We have studied crystallization in thin films of isotactic polystyrene (iPS) to better understand the morphology and formation of these structures through the use of polarization modulation near-field scanning optical microscopy (PM-NSOM). Polymer crystallites consisting of ordered layers (lamella) of folded chains are grown from amorphous iPS film. While the structure of bulk polymer crystallites (spherulites) is well established,1 a variety of less-understood forms, including dendritic structures, are found in ultra-thin (<100 nm) films. In addition, there are questions regarding how crystallization occurs in these constrained systems where the film thickness is comparable to the polymer chain dimensions. By combining polarimetric techniques with NSOM, we can measure the local linear birefringence (retardance) and the linear dichroism of thin-film samples, which provides quantitative information regarding molecular alignment in thin films with spatial resolution as high as 50 nm. NSOM-generated polarimetric images of polymer crystallites should provide valuable information regarding the mesoscopic morphology of these structures and give clues to their formation.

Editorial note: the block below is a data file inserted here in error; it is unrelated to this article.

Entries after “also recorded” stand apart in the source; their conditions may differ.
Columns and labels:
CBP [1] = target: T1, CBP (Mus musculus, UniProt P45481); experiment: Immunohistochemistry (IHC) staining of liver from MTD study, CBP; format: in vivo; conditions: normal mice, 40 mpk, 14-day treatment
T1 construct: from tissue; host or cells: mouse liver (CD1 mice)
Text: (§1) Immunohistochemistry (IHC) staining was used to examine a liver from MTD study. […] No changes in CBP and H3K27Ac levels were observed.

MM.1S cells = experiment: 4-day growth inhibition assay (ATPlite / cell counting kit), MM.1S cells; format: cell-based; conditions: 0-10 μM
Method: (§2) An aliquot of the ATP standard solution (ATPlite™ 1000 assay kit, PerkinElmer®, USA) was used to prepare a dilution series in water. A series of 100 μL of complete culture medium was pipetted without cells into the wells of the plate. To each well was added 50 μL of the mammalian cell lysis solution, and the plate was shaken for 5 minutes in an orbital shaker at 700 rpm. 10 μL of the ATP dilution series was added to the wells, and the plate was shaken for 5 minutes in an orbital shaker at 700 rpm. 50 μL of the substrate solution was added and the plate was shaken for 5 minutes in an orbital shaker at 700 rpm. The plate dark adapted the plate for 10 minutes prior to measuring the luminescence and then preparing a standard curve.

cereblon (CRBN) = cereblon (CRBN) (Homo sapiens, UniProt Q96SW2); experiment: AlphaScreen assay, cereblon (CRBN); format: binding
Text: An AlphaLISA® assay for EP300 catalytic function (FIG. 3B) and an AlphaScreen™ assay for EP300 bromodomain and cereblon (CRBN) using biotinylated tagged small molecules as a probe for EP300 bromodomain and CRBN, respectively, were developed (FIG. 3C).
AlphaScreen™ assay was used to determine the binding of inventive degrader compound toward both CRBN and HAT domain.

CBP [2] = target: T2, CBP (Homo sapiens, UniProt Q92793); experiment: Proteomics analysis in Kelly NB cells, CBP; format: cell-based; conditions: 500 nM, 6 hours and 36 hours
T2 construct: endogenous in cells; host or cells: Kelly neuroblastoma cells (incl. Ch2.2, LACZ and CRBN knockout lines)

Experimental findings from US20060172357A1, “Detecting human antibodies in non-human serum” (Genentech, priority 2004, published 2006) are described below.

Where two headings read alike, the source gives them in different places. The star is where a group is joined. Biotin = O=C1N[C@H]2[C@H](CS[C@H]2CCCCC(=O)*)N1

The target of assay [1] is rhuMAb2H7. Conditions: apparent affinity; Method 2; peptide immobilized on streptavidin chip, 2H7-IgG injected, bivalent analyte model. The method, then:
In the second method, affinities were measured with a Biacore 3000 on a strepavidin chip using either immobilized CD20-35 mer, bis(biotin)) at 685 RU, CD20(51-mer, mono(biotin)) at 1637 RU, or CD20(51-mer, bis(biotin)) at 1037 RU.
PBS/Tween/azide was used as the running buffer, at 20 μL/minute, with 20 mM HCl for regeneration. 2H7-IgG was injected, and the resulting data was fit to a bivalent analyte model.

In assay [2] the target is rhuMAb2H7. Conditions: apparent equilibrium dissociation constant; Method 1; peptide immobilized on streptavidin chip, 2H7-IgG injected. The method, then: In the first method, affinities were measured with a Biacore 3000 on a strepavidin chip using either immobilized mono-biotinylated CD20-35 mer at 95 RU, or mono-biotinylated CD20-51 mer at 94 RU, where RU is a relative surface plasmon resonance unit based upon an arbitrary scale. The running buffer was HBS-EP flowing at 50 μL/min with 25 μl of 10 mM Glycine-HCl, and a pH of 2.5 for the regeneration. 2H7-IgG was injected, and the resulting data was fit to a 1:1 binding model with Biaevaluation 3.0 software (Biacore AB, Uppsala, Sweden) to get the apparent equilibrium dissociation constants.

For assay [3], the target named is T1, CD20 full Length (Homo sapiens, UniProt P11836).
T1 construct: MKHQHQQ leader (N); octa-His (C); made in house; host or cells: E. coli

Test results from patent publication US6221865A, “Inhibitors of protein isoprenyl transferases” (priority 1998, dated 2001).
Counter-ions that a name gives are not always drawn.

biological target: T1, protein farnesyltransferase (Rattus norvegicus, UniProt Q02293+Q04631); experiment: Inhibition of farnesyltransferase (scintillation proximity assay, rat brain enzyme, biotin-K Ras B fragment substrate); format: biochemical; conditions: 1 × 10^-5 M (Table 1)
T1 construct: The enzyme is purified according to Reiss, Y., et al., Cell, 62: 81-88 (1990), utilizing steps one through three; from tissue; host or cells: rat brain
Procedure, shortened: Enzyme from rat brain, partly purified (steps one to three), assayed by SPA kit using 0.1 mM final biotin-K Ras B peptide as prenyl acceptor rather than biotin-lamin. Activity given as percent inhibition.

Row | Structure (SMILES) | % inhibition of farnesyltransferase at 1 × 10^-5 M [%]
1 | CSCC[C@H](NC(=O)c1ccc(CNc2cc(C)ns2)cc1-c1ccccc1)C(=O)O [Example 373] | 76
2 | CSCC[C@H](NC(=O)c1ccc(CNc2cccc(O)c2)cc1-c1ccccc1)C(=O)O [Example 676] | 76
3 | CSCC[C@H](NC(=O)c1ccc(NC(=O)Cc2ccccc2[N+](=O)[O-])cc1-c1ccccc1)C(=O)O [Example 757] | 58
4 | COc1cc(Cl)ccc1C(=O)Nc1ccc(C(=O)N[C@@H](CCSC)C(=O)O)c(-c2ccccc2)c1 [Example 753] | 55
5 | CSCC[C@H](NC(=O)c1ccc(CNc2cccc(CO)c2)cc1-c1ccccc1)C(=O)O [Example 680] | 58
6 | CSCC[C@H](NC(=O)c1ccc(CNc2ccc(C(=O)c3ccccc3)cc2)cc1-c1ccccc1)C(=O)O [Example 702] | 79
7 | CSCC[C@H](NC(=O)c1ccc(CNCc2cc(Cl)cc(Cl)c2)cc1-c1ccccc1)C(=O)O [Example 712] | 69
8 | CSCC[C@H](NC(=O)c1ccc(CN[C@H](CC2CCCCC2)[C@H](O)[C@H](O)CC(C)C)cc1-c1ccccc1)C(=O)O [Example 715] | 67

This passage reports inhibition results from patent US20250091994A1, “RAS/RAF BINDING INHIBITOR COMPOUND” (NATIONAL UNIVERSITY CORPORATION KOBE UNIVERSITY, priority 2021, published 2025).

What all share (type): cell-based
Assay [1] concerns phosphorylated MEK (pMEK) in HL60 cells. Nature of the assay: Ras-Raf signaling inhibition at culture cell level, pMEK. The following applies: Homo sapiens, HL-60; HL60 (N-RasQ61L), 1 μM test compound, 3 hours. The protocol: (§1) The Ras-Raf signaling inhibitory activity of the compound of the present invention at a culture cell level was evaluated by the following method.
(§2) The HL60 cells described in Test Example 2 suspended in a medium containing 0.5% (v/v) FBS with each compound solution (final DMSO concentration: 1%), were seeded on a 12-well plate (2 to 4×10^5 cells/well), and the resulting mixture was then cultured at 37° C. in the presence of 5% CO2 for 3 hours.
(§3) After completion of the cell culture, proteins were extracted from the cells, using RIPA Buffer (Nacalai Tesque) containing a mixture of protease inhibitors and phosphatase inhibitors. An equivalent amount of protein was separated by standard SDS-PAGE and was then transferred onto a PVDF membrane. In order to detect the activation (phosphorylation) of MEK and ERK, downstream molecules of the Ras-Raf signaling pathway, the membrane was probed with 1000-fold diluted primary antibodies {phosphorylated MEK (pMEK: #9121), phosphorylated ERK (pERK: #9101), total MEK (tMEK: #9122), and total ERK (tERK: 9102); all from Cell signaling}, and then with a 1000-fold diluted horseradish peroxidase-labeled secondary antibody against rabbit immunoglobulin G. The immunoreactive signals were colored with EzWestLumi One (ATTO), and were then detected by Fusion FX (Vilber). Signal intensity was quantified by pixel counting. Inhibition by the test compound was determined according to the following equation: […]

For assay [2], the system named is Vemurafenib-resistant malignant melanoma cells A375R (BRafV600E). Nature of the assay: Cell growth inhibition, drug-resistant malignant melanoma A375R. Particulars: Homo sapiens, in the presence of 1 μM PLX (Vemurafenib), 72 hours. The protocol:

Citation: Polymeric Materials: Science & Engineering
Pub Type: Journals
NSOM, polarimetry, polymer crystallites, polymer thin films